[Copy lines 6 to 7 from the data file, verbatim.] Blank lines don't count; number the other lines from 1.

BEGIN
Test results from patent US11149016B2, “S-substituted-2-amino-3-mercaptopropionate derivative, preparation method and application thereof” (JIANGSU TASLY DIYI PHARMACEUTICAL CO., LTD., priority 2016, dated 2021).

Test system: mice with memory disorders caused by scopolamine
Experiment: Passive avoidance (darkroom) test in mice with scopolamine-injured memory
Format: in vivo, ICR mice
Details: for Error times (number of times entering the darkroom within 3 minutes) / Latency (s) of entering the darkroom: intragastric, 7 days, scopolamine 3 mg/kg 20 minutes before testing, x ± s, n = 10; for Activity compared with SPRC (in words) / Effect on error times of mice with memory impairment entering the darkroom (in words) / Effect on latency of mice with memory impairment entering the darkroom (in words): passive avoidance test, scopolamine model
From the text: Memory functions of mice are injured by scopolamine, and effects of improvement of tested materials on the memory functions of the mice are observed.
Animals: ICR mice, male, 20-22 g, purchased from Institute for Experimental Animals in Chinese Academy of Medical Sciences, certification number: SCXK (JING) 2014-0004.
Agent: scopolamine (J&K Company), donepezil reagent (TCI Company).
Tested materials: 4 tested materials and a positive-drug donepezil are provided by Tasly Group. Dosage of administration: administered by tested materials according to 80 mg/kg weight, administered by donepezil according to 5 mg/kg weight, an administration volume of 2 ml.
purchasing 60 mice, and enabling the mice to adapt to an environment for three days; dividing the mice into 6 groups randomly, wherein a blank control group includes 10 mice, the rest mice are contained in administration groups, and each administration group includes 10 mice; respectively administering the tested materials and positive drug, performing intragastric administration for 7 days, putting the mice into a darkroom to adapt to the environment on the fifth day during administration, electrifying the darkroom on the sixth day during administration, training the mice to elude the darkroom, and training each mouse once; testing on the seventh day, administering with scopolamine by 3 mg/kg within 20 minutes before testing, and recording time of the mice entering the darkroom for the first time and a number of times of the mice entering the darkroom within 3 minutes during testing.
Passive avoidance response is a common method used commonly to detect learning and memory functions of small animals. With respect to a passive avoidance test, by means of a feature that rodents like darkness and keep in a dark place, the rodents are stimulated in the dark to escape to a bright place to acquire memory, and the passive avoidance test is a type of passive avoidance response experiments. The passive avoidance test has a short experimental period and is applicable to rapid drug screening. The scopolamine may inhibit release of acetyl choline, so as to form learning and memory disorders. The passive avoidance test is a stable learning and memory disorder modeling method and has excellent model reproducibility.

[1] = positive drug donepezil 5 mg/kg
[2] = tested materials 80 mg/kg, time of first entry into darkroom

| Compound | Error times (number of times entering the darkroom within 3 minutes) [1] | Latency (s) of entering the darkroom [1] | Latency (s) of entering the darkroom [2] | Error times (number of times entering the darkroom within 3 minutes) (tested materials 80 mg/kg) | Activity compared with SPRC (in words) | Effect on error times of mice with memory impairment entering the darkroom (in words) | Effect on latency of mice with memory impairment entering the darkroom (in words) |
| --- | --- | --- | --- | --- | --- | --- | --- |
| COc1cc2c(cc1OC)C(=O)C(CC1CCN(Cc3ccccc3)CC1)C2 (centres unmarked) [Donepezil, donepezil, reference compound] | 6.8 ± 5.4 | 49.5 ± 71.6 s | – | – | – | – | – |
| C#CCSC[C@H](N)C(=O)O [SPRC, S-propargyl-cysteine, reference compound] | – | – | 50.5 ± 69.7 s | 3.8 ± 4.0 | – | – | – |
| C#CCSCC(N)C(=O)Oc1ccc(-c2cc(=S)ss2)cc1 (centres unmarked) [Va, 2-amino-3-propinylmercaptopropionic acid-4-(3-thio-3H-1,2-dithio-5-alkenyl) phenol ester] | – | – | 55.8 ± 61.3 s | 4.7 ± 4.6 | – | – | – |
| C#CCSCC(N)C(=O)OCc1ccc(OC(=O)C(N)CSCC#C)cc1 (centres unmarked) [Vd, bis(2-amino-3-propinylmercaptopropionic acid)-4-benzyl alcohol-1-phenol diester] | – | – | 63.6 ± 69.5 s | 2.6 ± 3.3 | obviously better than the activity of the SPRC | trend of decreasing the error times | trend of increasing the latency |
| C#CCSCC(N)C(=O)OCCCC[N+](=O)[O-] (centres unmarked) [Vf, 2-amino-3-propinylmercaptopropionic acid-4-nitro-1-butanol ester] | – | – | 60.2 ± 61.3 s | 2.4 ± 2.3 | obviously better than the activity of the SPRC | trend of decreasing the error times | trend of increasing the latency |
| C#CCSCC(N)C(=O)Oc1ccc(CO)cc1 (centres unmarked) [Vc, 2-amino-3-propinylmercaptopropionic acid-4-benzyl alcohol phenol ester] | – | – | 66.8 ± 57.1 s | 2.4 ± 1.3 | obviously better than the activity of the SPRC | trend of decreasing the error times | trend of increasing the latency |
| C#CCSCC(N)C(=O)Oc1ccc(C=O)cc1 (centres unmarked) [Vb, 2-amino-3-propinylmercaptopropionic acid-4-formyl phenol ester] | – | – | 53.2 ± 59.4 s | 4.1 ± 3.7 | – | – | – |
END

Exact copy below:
From the text: Memory functions of mice are injured by scopolamine, and effects of improvement of tested materials on the memory functions of the mice are observed.
Animals: ICR mice, male, 20-22 g, purchased from Institute for Experimental Animals in Chinese Academy of Medical Sciences, certification number: SCXK (JING) 2014-0004.